April 2006: Lesley Thomas
by Judy Griffin
Author Lesley Thomas refused to let publishing trials and distribution travails ground her novel Flight of the Goose: A Story of the Far North. The former Alaskan who now lives in Seattle told attendees at the Alaska Press Women lunch meeting on April 6, 2006, about her experiences launching her book in a lecture titled “How Flight of the Goose Flew: the Migration of an Alaska Book.”
Sales of Thomas’ novel, which integrates “the spiritual and mythical parts of Alaskan northern life,” have reached 1,000 copies. The novel is self-published by Far Eastern Press, a business founded in 2001 with her husband, Eric Oberg.
The protagonist of the novel is a feisty young Native woman in a Bering Straits village who practices shamanism, rejecting the Lutheran ways of her father. She falls in love with a man from another culture, an ecologist studying an endangered goose species and the effects of oil spills on bird habitat.
Thomas grew up on a salmon troller in Southeast Alaska and in rural communities in Arctic Alaska. Her family still lives in Nome. Knowledge of subsistence ways and Native culture, as well as training in arctic ecology, enabled her to weave together her lifelong interests in anthropology and mythology in Flight of the Goose. Thomas holds bachelor’s and master’s degree in East Asian Studies and English, respectively, and has worked in Alaska, Washington, Japan, Taiwan, Israel, and Norway.
The biggest obstacle in publishing is getting distributed in America, Thomas explained. She described rejection a decade ago by New York presses that saw her work as “alien” because she had grown up in Alaska. One company suggested she could make her work saleable by making the female lead a “softer, nicer” person and changing her sad ending to a happy conclusion.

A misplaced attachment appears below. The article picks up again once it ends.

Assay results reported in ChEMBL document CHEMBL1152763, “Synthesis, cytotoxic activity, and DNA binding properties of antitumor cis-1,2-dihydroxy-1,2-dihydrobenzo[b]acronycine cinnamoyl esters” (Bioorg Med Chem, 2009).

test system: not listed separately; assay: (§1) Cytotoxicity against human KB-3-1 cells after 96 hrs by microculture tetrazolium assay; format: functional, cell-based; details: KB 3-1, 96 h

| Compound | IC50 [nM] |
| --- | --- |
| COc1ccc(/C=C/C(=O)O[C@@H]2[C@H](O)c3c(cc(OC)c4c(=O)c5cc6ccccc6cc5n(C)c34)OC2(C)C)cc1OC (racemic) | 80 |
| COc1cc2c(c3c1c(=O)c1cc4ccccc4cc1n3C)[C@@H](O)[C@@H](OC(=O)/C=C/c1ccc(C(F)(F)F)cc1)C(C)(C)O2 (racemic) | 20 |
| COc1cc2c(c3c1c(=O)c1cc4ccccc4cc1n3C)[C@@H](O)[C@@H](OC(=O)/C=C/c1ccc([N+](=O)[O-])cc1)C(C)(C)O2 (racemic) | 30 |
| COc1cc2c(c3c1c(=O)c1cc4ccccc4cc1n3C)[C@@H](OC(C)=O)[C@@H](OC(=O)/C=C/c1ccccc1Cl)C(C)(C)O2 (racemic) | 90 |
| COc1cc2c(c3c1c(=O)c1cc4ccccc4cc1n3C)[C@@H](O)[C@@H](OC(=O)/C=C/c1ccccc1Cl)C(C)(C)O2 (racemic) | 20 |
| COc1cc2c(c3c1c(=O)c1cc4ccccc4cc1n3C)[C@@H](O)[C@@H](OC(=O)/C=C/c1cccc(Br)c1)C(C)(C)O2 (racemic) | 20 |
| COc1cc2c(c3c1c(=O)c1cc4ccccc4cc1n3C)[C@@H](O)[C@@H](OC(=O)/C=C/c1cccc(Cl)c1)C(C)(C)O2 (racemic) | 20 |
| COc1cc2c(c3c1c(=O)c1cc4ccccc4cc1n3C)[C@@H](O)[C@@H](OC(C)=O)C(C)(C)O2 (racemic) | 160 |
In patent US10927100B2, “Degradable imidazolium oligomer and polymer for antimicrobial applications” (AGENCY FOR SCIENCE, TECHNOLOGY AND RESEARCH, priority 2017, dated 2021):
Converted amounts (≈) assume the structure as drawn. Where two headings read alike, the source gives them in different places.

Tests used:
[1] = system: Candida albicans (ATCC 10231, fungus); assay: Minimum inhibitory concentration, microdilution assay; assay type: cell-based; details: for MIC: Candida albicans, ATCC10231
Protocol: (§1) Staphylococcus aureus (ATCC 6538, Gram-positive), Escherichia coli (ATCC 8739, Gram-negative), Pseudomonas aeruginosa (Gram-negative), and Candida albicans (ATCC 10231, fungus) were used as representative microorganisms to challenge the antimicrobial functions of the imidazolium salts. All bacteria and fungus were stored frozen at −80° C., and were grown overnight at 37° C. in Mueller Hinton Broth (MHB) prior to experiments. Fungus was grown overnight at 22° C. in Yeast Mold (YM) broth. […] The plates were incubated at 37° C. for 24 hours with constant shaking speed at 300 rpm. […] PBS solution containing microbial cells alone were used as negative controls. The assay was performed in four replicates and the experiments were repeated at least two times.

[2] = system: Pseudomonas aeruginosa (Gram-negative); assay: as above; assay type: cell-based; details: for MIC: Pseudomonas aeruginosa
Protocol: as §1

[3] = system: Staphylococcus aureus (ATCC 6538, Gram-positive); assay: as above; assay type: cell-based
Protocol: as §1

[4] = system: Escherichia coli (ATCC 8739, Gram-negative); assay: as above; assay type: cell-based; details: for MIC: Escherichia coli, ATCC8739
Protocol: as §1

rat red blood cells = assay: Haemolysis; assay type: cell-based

Thomas’ grandmother had always wanted to publish, and the $3,000 she left to her granddaughter seeded Far Eastern Press. The self-published edition of Flight of the Goose was released in February 2005. In the fast-turning world of commercial book distribution, the novel is now “expired.” Said Thomas, “But if your book is self-published, it is never dead.”
Winning first place in the 2005 “Communicator of Excellence in Fiction” category from the Washington Press Association helped to attract buyers. Interest in shamanism has provided further sales impetus. Thomas also counts among her niches scientists, Alaskans, and most surprising, Lutheran missionaries. Mention on a gay web site brought another flurry of Internet orders.
When a member of the Alaska Press Women audience asked Thomas how she learned to write, Thomas replied that she had not finished learning to write. “Sheer volume helps,” she noted, as do repetition and throwing away much of what is composed.
To learn more about Lesley Thomas and read reviews of her novel, visit her website.